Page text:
In the midst of a pandemic where shortages of gloves, masks, and personal protective equipment have made headlines, an unseen crisis was looming in the background: drug shortage.
Essential Drugs Unavailable in the U.S.
Tufts Medical Center in Downtown Boston said they were literally down to supplies that would only last for days. “We were begging and tweeting with the vendor community to make sure we would never completely run out,” said Ross Thompson, Tufts’ chief pharmacy officer.
Thankfully, the hospital was able to avoid total drug shortage as wholesalers, drug manufacturers, and purchasing organizations heeded their call, and doctors and pharmacists were able to find alternative medications to treat patients.
Still, the pandemic has shown some loopholes of the US healthcare system, including a problem that has repeatedly plagued American hospitals for years now: the recurring shortage of a number of essential drugs, especially injectable generics which are necessary in treating chronic diseases and acute conditions — like infections, and even cancer. This dilemma is just one of the results of Big Pharma offshoring as much as 80% of generic drug production as well as ingredients.
Not to mention, another long-standing crisis that Big Pharma has triggered besides the opioid epidemic. Which even got worse during the pandemic, when people are isolated and mostly experience stress and anxiety. People who were able to fight off their addiction are now filing Opioid Epidemic lawsuits as a way to retaliate and hold opioid manufacturers accountable for the damages that these people and their families have suffered from.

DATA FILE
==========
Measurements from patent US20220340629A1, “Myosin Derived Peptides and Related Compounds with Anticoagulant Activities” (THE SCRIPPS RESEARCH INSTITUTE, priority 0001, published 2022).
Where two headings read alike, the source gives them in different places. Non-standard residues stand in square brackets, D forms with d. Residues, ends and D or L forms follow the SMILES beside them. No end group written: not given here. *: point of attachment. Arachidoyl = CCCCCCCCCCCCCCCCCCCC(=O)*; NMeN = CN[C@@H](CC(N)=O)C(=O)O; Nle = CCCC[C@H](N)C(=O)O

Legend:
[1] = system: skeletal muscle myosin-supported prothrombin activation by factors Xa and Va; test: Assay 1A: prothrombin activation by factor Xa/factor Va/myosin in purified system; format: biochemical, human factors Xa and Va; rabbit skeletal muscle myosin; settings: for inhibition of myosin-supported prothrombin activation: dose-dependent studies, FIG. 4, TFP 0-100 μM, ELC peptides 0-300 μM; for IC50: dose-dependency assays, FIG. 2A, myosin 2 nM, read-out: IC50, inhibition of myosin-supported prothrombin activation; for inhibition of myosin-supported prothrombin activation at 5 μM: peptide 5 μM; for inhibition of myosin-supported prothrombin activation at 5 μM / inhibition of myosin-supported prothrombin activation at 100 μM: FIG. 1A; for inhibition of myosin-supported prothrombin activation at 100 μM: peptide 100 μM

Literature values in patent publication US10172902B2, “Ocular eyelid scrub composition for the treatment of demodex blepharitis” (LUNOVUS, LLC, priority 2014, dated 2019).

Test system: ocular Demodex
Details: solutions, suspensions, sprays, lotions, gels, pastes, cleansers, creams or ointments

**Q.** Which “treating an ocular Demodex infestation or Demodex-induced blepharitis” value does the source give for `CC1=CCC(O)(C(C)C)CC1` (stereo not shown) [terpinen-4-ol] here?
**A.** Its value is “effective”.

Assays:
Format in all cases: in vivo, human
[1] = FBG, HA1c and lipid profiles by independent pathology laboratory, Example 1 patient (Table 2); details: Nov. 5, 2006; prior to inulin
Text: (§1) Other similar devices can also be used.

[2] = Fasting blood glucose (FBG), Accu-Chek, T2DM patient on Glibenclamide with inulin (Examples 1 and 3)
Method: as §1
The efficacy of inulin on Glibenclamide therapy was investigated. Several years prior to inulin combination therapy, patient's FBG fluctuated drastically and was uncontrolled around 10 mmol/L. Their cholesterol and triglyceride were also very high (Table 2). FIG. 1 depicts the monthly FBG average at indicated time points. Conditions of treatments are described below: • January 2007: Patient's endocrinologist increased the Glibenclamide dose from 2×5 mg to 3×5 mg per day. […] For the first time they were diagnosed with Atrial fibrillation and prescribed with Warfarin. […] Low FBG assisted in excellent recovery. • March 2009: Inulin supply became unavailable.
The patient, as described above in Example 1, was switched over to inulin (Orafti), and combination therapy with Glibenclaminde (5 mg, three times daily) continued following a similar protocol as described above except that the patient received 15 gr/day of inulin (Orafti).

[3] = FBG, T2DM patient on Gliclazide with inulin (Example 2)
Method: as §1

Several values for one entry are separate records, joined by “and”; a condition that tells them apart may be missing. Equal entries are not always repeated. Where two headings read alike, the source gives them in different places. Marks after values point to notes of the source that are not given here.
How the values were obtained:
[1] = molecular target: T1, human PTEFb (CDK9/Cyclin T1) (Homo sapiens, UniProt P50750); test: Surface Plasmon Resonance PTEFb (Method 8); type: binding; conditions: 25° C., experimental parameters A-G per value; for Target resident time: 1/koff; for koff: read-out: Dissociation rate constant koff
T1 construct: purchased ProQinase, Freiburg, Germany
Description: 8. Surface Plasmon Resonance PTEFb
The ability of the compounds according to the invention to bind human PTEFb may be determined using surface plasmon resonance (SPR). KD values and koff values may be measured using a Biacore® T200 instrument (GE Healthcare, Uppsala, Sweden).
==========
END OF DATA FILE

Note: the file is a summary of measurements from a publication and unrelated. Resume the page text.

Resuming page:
This has caused concerns for medical professionals and their patients with chronic health conditions. “I have patients right now who have acute lymphocytic leukemia for whom I cannot get one of the essential drugs that is known to increase the rate of cure, because it is not available in the U.S.,” said Dr. David Duggan, an oncologist at SUNY Upstate University Hospital.
The Only Major Civilization to run Health Care as Business
Drug shortages do not only affect patient care. According to the American Hospital Association (AHA), it also has a negative impact on hospital operations, costing the medical facilities nearly $360 million each year on labor alone. Many hospitals across the United States have established a drug task force which consists of about a dozen people.
Drug shortages are the side effect of weaknesses in the pharmaceutical industry’s supply chain, partly caused by the continuous pursuit for lower drug costs. For example, pharma giants like Novartis, Pfizer, Johnson & Johnson, and Merck have stopped producing medications that no longer bring them enough revenue, or they outsure generic forms of their brand-name medicines to foreign manufacturers, mainly in India and China.
“The challenge is that the U.S is the only major civilization to run health care as a business, not as a public good,” Duggan added. “And that’s why it costs so much. We don’t do more than other countries, we just pay more for it.”
The Risks of Offshoring Generics